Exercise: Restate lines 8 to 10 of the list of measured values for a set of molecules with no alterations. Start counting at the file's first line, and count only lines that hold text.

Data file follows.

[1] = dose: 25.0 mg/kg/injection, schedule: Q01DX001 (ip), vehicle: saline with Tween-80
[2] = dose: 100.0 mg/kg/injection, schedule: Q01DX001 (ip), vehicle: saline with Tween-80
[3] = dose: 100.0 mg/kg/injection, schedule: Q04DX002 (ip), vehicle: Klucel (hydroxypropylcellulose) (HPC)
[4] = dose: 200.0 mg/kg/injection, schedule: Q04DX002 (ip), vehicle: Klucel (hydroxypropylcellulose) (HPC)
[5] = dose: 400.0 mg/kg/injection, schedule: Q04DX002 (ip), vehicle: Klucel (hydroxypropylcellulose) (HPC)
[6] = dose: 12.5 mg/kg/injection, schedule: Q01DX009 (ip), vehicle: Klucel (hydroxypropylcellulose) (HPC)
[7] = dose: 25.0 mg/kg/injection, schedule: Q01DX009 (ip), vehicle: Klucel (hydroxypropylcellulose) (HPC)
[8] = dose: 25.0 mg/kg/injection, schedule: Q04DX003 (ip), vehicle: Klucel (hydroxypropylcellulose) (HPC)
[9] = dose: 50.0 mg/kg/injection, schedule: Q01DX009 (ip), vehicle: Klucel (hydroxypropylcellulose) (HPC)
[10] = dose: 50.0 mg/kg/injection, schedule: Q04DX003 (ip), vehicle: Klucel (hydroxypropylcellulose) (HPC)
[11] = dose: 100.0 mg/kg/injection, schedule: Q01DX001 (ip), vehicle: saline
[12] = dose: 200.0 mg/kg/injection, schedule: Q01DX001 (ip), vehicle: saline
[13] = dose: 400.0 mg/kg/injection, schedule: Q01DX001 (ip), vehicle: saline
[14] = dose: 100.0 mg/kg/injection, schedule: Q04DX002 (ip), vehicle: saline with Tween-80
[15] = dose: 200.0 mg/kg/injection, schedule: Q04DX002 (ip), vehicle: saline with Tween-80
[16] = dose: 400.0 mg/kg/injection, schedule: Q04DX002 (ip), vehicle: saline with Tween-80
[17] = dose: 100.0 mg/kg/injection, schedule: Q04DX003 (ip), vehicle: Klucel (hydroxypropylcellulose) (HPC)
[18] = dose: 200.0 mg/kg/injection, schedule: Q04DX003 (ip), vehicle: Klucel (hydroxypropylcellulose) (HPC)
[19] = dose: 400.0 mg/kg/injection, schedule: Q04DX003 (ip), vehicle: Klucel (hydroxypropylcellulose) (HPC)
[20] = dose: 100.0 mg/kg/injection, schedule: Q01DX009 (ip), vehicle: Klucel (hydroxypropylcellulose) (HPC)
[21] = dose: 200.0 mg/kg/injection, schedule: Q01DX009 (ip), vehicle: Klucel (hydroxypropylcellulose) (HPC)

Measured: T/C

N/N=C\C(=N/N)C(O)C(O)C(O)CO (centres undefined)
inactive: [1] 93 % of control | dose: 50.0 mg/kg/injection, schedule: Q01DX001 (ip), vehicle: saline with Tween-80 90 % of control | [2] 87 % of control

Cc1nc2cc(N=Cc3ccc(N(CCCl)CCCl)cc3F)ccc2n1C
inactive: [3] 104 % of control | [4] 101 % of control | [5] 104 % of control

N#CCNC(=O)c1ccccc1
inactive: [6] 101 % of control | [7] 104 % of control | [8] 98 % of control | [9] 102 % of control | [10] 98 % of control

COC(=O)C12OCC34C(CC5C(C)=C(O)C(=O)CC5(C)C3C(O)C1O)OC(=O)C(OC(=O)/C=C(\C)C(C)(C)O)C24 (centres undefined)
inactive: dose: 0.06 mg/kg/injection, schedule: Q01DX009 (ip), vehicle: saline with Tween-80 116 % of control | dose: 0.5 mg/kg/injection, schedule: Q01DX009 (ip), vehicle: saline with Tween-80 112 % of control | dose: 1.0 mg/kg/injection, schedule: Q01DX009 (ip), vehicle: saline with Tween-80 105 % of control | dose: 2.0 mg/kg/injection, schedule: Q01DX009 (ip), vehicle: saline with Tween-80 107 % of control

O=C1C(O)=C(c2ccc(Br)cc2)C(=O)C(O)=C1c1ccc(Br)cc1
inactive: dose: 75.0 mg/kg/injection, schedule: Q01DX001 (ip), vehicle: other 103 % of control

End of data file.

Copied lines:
[8] = dose: 25.0 mg/kg/injection, schedule: Q04DX003 (ip), vehicle: Klucel (hydroxypropylcellulose) (HPC)
[9] = dose: 50.0 mg/kg/injection, schedule: Q01DX009 (ip), vehicle: Klucel (hydroxypropylcellulose) (HPC)
[10] = dose: 50.0 mg/kg/injection, schedule: Q04DX003 (ip), vehicle: Klucel (hydroxypropylcellulose) (HPC)